While there are many books that teach the "how-to" of photography, Science for the Curious Photographer is a book for those who also want to understand how photography works. Beginning with an introduction to the history and science of photography, Charles S. Johnson, Jr. addresses questions about the principles of photography, such as why a camera needs a lens, how lenses work, and why modern lenses are so complicated.

Addressing the complex aspects of digital photography, the book discusses color management, resolution, "noise" in images, and the limits of human perception. The creation and appreciation of art in photography is discussed from the standpoint of modern cognitive science.

A crucial read for those seeking the scientific context to photographic practice, this second edition has been comprehensively updated, including discussion of DSLRs, mirror-less cameras, and a new chapter on the limits of human vision and perception.

chapter 1|4 pages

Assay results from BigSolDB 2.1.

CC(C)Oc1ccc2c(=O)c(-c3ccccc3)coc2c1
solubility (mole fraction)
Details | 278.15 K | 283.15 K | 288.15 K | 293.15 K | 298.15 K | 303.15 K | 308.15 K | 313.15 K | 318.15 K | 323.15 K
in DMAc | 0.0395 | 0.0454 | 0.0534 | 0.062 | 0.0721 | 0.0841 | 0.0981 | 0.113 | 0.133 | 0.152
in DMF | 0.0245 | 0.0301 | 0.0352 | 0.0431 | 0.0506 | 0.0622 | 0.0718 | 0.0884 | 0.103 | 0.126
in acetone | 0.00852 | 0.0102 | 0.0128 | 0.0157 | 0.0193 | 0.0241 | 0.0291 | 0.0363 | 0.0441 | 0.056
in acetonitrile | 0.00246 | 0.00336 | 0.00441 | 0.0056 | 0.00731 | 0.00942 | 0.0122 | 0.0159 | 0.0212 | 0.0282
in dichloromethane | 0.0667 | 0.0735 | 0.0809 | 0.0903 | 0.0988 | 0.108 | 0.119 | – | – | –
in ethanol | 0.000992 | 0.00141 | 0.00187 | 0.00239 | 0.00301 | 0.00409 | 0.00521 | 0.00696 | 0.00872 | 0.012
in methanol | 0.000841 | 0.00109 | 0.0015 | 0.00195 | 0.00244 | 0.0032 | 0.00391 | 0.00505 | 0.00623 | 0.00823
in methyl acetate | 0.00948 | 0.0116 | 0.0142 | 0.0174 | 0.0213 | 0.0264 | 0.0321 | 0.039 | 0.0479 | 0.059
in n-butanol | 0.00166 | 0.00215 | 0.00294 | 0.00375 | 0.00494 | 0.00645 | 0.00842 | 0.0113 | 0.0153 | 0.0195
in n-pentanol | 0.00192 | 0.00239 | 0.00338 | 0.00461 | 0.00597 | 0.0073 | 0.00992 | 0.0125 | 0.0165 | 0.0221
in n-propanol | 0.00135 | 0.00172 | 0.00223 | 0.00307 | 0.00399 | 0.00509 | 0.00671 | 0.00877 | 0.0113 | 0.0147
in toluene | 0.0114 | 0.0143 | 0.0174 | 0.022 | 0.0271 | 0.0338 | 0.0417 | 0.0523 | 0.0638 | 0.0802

What Is Photography?

chapter 2|6 pages

What Is Light?

chapter 3|10 pages

The Camera—An Introduction

chapter 4|5 pages

Images: What Is Perspective?

chapter 5|3 pages

Why Does a Camera Need a Lens?

chapter 6|5 pages

Elementary Optics: How Do Lenses Work?

chapter 7|6 pages

The Simple Thin Lens and What it Does

chapter 9|11 pages

Coming to Terms with Real Camera Lenses

chapter 11|7 pages

What Is an Equivalent Image?

chapter 12|18 pages

How to Get Very High Magnification

chapter 13|21 pages

Do We Need Filters Anymore?

chapter 14|11 pages

The Limits of Human Vision

(How Good Does a Photographic Image Need to Be?)

chapter 15|24 pages

How Can Color Be Managed?

chapter 16|22 pages

Image Capture and Processing

chapter 17|17 pages

What Is Perceived Image Quality?

chapter 19|7 pages

What We See and How We Photograph It